What’s one thing about your number you think everyone should know?
SF: We do have opinions, wants, and needs! We often act indifferent and content in order to not be a burden or cause problems. Force us to choose sometimes and remind us to ask for help when we need it!
AB: If you know a 9, then take it seriously when they show a preference for something. It will be easy to convince them to do what you want but if you care about them, let them decide some things.
CN: All 9s are not asleep on the couch, zoned out or eating a pint of ice cream. I believe 9s are uniquely gifted to bring healing and leadership to a polarized, chaotic and paradox-filled world. Sometimes we 9s need to be called forth – like Lazarus out of the grave - and reminded that our presence matters, our voice matters and our action is needed.
What’s your wing? How does that play in to your dominant type?
SF: My wing is a 1 and I feel like I pull from it a lot. Sometimes I think I am almost as much of a 1 as I am a 9. I believe there is a right and a wrong way to do things (though my 9 does help me to empathize with multiple perspectives and experiences). This paired with my 9 makes me a perfectionist, as I fear the consequences of messing up. One of the main traits I experience as a 9 is the fear of confrontation. However, my 1 paired with my 9 allows me to be unapologetically confrontational in the face of injustice. To me as a 1 wing, injustice is wrong, immoral, and illogical (as it is literally not just). As a 9, I painfully empathize with victims of injustice and I can't allow it to happen.
AB: I have a 1 wing. I guess it helps me see more black and white (the way the world should be) instead of all the gray.
CN: My wings are shifting as I age. I have had a strong 1-wing. I’ve always wanted to do the right thing the right way. This can add to my procrastination because I’ll avoid doing something if I don’t know how to do it perfectly. As I’ve gotten older, I’ve realized that I have more of an 8 wing than I thought. I hate to be vulnerable; I struggle to let myself feel or be seen and when I do, I’ve believed that I’m being weak. I don’t like to feel controlled and would rebel just to prove that I don’t have to follow others’ rules to succeed.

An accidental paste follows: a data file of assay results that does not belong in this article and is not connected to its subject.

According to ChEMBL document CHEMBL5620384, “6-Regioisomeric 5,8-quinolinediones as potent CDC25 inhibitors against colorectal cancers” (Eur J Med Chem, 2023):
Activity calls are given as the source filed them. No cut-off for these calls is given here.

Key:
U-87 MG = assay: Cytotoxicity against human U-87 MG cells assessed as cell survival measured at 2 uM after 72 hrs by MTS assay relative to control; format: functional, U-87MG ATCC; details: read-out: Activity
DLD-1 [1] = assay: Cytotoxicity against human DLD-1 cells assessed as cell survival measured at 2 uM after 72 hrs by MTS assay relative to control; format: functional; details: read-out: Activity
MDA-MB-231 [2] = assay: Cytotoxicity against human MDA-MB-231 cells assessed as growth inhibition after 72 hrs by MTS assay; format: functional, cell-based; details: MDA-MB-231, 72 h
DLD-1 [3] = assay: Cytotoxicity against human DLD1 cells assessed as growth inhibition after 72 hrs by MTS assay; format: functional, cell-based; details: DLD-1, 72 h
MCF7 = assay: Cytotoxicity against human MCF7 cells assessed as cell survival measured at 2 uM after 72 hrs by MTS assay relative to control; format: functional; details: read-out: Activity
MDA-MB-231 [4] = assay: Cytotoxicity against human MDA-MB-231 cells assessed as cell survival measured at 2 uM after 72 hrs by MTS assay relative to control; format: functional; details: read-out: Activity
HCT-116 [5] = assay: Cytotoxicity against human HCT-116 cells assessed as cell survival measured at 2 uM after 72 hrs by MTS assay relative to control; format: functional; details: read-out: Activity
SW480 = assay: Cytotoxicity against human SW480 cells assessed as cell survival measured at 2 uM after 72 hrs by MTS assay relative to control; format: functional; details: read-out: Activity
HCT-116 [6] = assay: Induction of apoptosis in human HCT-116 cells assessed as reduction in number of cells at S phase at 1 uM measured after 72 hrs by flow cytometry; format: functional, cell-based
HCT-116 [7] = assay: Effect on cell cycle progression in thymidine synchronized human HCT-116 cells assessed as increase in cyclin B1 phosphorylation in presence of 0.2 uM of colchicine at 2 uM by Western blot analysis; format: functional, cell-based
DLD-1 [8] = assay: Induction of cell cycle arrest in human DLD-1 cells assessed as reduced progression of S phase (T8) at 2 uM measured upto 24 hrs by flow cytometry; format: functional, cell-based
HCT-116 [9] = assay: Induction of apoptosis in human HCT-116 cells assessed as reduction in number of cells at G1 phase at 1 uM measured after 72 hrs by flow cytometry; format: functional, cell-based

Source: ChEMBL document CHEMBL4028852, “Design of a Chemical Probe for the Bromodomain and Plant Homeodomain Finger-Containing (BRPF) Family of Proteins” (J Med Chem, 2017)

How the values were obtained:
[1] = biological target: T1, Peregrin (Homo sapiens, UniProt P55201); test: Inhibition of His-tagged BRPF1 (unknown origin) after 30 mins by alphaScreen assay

How does the Enneagram play into your vocation?
SF: As a first-year teacher, I think I fell into a common trap: I was too laid back at the beginning of the year. As I tried to tighten up classroom management, I was still hesitant to give consequences. Classroom management has been hard for me because I don't want to cause any conflict and I want everyone to be happy. On the other hand, my number has given me the patience and understanding to achieve my greater goal in teaching, which is to make my students feel safe and loved no matter what.
AB: I am still trying to figure out what my 'passion' might be. Knowing myself and what I want is difficult when I can see so many good things to do. My volunteer work so far has been to respond to a need rather than seeking out something I am passionate about.
CN: My job as an Adaptive Leadership Coach is about two things: 1) equipping leaders and organizations to grow and mature so they can do the work they are called to do; and 2) guiding people through conflict toward reconciliation. Enneagram has become a powerful tool for understanding what motivates individuals, helps me coach them more effectively and helps me face and work through my own struggles as I lead, parent and am a wife and friend.
How does your knowledge of Enneagram affect or influence your relationships?
SF: The Enneagram helps me to better understand my husband and the people around me. As a 9 I already see multiple perspectives, but my logical 1 wing sometimes makes me skeptical about the way other people do things. The Enneagram helps me to realize that people's actions and emotions don't have to make sense to me to be real and valid. I also believe that understanding myself helps me to be more mindful about the role I am playing in a relationship. I often drag my feet to do difficult things and have difficult conversations. I have to challenge myself to recognize constructive conflict as a necessary part of a healthy relationship.
AB: It gives me an explanation for low energy, which isn't an excuse. But between learning I am an introvert and a 9 gives me permission to say no to things and arrange my life to have regeneration time. Also, I have learned it is important for me to state a preference for things when I have one, such as where we go for dinner. 9's tend to merge with other people and go with the flow. It is important to be introspective and to understand what you want and what's important to you and stand by those things. Most of the time, I really don't care but when I do, I need to let it be known.